Subject: Tiny East Timor faces huge hurdles on road to Beijing Olympics


Tiny East Timor faces huge hurdles on road to Beijing Olympics

DILI (AFP) ­ Domingos Sarmento Soares slams balls over the net on one of East Timor's few tennis courts, a 29-year-old citizen of Asia's youngest country he has most things he needs to train to compete in wheelchair tennis at the Beijing Paralympics -- except the wheelchair itself.

Soares' battered regular chair is not up to the task, leaving him to borrow a too-small chair donated to a female fellow athlete by Australia, or simply go without.

"There's only one wheelchair so we can't do daily training," Soares says.

"When we play in China we'll borrow one more there."

With only six years of independence under its belt, the tiny but proud nation of East Timor is preparing to send a small cohort of Olympians and Paralympians to carry the flag in Beijing.

But severe shortages of money, facilities and equipment, as well as infighting among sports associations, means East Timor faces more obstacles than most in achieving its Olympic dream.

East Timor won independence in a 1999 referendum that ended 24 years of brutal military rule by neighbouring giant Indonesia.

The country remains one the world's poorest, with 50 percent unemployment and a government that relies on international aid, police and troops to stay on its feet.

East Timor's challenges mean little is left for sport, says Joao Carrascalao, the head of Timor's Olympic committee.

The country plans to send two marathon runners -- Antonio Ramos and Mariana Diaz Ximenez -- to August's Olympics as well as 11 paralympians in the marathon, weightlifting, table tennis and wheelchair tennis events, Carrascalao says.

"In all the other sports we cannot qualify to participate in Beijing. Sport is not a priority for the government of East Timor and our infrastructure is non-existent," he says.

"We don't have any hope of winning the marathon, but to finish the marathon is already an achievement," he says. "We don't have facilities in East Timor to train for the marathon, but you can train on the road."

With its team together, East Timor is now looking for money to send the athletes to Beijing. With the government unwilling to foot the bill, the Olympic committee is looking for foreign sponsors, with no luck yet.

The situation is not being helped by perpetual feuds that have poisoned relationships between East Timor's sports associations.

Carrascalao is barely on speaking terms with the heads of East Timor's weightlifting, athletics, boxing and football associations.

The associations accuse Carrascalao of a lack of disclosure about the Olympic committee's bank account, which only he has access to. Carrascalao accuses the associations of trying to defraud the committee of money.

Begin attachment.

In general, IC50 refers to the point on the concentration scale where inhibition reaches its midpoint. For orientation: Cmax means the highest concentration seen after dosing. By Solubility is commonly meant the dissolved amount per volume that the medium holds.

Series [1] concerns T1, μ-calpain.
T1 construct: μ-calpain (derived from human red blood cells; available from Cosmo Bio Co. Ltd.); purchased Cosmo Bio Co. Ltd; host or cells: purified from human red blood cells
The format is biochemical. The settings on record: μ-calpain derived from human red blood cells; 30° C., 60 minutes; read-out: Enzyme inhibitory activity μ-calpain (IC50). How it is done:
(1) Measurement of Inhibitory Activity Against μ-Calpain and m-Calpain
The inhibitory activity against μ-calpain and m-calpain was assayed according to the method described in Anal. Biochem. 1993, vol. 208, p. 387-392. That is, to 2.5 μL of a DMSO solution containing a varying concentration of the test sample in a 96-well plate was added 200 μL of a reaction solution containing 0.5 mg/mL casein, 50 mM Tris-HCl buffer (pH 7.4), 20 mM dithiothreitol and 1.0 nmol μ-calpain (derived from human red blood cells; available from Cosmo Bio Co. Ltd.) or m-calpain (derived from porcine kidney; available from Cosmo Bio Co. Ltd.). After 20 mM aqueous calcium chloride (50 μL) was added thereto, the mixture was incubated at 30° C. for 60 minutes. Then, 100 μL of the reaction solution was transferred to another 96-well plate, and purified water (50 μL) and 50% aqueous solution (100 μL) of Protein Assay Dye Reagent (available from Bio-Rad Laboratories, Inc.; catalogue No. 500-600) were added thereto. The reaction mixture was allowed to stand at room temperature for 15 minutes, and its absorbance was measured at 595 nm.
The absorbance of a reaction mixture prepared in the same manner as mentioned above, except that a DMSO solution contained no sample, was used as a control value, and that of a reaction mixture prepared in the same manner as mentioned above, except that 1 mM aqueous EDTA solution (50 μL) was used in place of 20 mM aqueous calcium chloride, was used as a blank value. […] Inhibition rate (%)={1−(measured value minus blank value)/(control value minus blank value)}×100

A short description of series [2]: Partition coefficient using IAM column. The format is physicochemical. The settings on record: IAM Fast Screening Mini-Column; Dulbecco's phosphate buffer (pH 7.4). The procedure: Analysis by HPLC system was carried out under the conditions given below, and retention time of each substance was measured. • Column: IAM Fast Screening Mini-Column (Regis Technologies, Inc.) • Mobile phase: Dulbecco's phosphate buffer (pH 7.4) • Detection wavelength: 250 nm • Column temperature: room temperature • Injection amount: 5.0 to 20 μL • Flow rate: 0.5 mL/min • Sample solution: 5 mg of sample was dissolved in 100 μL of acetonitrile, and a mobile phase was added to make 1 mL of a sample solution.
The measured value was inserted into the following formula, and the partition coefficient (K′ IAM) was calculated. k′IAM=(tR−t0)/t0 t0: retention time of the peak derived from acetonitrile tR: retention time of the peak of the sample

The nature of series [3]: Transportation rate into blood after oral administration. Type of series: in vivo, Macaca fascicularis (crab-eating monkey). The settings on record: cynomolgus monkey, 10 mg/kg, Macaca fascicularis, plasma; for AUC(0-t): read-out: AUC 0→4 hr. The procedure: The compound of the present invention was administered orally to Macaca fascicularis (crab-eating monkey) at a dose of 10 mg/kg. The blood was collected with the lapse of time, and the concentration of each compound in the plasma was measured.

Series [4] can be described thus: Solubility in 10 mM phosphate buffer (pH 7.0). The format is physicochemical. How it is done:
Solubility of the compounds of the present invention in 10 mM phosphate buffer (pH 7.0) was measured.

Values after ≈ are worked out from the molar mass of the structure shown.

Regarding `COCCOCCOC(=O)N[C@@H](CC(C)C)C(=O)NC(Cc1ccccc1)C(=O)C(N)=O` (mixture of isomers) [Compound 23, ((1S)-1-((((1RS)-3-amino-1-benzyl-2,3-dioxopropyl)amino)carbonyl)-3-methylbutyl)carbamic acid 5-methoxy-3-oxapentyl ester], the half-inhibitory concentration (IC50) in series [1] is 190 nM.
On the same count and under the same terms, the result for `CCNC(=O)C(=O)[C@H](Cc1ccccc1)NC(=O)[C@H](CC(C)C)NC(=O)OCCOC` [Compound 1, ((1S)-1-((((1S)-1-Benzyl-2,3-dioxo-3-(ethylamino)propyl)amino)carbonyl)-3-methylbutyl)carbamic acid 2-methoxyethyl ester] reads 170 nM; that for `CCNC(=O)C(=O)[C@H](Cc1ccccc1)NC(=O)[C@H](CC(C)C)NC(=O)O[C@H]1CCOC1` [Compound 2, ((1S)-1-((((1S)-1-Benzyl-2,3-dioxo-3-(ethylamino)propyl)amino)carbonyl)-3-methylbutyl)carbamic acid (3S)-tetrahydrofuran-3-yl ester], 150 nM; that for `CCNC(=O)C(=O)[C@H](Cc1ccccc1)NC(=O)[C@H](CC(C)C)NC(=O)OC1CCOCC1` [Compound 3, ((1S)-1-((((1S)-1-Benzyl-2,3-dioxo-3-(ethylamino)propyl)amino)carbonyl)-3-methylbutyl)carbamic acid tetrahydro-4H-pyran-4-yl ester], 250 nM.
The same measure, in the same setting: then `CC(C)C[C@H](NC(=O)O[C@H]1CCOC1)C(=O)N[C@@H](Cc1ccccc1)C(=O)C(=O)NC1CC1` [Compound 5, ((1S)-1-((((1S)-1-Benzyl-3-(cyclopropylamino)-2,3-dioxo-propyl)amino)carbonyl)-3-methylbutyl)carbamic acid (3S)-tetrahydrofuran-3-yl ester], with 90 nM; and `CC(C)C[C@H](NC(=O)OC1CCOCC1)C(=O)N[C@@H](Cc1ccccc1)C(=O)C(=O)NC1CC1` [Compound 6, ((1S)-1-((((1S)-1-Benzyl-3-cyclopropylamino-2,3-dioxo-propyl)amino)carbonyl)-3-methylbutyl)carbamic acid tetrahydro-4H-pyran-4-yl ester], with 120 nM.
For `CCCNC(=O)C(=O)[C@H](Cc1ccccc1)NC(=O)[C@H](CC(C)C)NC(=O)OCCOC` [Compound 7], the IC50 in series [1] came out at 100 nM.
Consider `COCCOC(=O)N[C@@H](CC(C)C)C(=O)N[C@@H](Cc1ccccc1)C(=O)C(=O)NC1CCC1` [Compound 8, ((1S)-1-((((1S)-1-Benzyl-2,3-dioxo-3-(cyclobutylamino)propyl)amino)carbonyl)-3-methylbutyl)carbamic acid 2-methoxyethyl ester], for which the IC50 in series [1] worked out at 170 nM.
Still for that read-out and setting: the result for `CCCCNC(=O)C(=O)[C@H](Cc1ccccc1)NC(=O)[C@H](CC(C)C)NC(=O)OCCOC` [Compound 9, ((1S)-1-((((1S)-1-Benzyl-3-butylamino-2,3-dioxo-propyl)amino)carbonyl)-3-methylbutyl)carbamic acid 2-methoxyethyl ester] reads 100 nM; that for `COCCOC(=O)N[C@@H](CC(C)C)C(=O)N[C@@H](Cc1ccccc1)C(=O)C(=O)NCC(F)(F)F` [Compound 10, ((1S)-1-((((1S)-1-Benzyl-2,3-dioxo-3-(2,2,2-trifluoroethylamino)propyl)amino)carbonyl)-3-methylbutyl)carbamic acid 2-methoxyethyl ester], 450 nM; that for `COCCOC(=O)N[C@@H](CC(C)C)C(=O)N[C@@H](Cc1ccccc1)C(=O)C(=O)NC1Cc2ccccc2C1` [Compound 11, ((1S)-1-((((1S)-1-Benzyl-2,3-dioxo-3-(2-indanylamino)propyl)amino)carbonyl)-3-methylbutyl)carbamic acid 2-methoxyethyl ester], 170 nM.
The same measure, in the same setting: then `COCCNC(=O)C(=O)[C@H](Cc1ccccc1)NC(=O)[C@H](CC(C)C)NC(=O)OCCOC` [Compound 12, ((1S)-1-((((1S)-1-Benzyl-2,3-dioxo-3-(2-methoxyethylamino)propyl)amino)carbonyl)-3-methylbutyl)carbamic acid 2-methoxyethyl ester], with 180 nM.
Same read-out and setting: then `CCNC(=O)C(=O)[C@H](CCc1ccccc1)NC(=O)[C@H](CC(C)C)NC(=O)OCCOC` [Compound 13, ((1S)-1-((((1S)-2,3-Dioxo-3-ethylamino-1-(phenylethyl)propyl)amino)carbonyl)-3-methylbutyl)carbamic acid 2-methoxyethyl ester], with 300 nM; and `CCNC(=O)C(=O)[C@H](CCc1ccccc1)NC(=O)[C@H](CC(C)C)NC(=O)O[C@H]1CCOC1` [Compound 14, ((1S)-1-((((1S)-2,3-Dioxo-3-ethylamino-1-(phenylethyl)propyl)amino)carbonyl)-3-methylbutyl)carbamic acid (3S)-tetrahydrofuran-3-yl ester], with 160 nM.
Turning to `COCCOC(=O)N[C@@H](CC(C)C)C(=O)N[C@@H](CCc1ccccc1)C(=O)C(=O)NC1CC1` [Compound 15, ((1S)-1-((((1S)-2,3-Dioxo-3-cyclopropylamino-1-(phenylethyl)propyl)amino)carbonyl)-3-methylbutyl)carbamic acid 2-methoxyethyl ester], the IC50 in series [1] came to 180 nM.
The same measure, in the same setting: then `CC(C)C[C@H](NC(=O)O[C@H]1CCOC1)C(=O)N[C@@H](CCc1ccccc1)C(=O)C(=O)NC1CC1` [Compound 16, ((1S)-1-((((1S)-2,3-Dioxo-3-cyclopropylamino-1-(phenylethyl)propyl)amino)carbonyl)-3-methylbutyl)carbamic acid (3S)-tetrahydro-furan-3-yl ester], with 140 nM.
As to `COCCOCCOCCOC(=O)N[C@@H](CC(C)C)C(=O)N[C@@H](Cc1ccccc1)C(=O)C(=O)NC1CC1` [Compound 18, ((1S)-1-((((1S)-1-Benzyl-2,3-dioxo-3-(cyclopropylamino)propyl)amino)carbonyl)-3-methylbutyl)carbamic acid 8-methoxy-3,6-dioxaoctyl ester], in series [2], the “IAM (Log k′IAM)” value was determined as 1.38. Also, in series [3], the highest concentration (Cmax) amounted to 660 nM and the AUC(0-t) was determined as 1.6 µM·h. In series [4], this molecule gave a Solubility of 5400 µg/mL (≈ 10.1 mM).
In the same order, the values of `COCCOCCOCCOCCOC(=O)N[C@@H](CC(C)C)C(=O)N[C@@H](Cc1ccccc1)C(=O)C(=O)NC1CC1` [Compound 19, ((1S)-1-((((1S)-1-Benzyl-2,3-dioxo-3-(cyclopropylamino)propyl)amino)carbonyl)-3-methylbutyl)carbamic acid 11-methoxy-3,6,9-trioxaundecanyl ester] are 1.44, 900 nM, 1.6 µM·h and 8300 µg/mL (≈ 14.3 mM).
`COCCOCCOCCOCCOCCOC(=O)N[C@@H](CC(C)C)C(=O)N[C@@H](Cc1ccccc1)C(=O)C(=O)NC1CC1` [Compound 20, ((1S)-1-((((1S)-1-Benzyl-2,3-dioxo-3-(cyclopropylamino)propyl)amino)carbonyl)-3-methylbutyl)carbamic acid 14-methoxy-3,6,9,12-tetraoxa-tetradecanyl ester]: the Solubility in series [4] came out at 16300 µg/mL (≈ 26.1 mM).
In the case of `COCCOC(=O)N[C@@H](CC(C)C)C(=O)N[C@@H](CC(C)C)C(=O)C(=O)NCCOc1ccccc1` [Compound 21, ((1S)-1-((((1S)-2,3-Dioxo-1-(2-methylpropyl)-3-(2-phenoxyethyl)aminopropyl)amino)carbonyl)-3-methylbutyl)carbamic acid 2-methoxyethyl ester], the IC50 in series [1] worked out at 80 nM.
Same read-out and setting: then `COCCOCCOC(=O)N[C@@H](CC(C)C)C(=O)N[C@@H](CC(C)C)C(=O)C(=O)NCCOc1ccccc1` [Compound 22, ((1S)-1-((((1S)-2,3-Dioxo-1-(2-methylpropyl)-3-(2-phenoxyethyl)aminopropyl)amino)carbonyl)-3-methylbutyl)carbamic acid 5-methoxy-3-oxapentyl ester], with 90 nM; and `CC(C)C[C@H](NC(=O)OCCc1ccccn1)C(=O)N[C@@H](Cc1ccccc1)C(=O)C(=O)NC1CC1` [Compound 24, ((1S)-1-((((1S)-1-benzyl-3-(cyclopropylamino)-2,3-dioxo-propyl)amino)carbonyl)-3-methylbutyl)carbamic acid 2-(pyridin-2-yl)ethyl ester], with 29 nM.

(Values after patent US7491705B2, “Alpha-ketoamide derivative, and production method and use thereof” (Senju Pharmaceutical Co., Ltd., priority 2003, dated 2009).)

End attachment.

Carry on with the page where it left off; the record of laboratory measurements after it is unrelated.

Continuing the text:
"That's the reason they don't accept my leadership, because I don't give them any chance to pocket money," Carrascalao says.

A former rival of Carrascalao, Paralympic association head Juliao Soares da Silva, says he's put the feud to the side for the sake of developing East Timorese sport.

"When else is sport going to progress here, now that we have become a nation? When East Timor was still a province of Indonesia it wasn't as stormy as now," he says in his Dili home as the champions of his other sporting passion, cockfighting, crow outside.

"We have to wake up first, we don't have to scream to the world 'oh, Joao Carrascalao this and Joao Carrascalao that'. We have to prove first that we have the capability," he says.

While the leaders argue, East Timor's athletes train with what they have.

In a pink-walled shed in Dili's dusty backblocks, East Timor's three Paralympic weightlifters train beneath posters of American pro-wrestlers and Chinese soap stars.

Domingos Freitas, who volunteers to train the weightlifters, says the preparation for Beijing is being done without standard competition equipment, including the leg straps to tie the disabled athletes to the weight benches.

"Here in East Timor, for training, there's only the weights that we can buy from hotels," Freitas says.

While the difficulties faced by East Timorese athletes have much to do with the ravages of Indonesian rule, the Olympic hopefuls, like most East Timorese, have little hatred towards their erstwhile occupier.

Wheelchair tennis player Soares says his own sporting career was launched with the help of occupying Indonesian soldiers who played on the tennis court opposite his school.

At first Soares, who was disabled by a childhood illness, was paid by the soldiers to collect balls. Later one of the soldiers took Soares under his wing.

"He taught me at that time how I could play. I couldn't see any disabled people that could play tennis, but at that time I would play against able-bodied people," Soares says.

Taken to Indonesia proper, Soares competed in and won championships against other disabled players right up to the 1999 referendum.

Unable to return immediately as militias rampaged through Dili, Soares eventually came home to a capital gutted by the violence.

Despite the destruction, he says, "I had to return to put my enthusiasm behind disabled sport in East Timor.

"I'm not angry because I'm grateful to Indonesia. If not for Indonesia we wouldn't be able to play disabled tennis in East Timor," he says.


 


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